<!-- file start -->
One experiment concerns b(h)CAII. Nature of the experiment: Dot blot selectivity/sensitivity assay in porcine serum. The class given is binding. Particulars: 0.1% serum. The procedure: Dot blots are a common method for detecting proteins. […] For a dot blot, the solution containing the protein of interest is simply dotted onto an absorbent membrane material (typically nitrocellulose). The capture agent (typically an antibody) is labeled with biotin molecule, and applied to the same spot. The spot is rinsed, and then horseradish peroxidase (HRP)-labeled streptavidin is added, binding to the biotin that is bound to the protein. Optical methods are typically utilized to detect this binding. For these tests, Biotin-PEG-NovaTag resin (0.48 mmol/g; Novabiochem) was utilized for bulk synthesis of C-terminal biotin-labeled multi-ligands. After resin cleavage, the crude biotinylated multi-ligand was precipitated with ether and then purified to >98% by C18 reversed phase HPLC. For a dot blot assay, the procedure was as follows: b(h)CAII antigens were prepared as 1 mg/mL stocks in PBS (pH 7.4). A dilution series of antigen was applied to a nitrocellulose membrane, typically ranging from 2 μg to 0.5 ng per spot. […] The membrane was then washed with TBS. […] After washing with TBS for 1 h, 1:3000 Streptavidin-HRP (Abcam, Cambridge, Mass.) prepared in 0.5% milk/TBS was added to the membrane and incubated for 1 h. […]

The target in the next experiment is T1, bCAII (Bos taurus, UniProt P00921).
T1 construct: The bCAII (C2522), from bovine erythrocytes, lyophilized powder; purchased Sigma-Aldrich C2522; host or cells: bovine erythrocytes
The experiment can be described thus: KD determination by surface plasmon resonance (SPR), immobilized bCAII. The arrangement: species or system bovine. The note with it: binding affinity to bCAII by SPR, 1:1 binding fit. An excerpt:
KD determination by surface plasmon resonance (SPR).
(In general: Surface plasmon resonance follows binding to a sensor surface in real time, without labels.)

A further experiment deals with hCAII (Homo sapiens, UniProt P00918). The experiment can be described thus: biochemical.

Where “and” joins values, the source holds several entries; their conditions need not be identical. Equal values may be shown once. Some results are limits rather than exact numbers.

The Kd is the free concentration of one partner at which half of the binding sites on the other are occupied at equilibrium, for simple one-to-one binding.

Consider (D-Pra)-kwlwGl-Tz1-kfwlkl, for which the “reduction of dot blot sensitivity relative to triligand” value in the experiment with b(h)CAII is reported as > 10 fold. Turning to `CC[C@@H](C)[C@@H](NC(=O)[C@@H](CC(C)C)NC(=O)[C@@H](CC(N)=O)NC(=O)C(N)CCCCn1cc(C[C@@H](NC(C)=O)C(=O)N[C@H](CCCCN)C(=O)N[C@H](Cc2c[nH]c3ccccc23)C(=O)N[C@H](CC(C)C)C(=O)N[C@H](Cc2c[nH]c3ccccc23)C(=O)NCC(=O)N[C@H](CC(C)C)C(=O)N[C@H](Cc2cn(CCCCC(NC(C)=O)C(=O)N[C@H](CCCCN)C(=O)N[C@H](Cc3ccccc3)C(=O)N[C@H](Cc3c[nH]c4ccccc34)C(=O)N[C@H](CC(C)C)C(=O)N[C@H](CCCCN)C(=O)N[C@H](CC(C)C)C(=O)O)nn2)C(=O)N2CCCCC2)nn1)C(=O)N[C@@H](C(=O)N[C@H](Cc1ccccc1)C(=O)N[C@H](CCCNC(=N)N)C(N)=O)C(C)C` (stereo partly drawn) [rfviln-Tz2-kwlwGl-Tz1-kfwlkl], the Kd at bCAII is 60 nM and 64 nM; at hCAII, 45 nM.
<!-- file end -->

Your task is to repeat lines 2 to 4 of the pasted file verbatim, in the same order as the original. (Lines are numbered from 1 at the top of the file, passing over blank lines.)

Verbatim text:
The target in the next experiment is T1, bCAII (Bos taurus, UniProt P00921).
T1 construct: The bCAII (C2522), from bovine erythrocytes, lyophilized powder; purchased Sigma-Aldrich C2522; host or cells: bovine erythrocytes
The experiment can be described thus: KD determination by surface plasmon resonance (SPR), immobilized bCAII. The arrangement: species or system bovine. The note with it: binding affinity to bCAII by SPR, 1:1 binding fit. An excerpt: